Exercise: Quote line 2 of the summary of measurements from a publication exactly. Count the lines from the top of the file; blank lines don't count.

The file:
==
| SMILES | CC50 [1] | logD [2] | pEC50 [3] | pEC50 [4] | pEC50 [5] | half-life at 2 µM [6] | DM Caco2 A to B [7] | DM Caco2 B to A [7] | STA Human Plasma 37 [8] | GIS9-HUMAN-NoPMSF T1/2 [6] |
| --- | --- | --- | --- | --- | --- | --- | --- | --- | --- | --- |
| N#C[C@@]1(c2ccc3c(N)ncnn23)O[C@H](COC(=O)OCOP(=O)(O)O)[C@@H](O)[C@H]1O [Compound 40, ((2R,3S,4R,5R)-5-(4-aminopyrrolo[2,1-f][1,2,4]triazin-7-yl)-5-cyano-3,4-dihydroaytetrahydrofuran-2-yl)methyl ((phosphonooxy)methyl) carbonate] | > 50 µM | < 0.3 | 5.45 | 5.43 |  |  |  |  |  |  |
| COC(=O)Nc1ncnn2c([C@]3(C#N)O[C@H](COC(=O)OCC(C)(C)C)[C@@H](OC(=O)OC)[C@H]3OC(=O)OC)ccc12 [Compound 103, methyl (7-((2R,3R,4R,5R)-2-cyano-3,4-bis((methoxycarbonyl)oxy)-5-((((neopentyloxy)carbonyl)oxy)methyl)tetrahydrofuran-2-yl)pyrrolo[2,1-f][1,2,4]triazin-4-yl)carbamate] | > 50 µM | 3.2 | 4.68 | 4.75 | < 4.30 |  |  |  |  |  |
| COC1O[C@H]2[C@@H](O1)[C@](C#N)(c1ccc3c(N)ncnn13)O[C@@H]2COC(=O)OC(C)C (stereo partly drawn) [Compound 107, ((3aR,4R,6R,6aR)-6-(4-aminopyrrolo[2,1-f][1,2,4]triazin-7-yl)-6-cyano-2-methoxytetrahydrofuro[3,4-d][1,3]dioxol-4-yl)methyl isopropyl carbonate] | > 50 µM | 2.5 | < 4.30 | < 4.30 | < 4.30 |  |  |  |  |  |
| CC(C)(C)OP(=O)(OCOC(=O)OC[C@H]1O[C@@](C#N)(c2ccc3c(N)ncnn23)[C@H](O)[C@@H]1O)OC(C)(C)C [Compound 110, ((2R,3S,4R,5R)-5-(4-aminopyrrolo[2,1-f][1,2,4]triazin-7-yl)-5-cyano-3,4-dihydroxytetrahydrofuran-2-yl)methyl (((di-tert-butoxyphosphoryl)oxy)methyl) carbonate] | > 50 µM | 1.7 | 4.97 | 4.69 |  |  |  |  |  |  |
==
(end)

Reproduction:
| --- | --- | --- | --- | --- | --- | --- | --- | --- | --- | --- |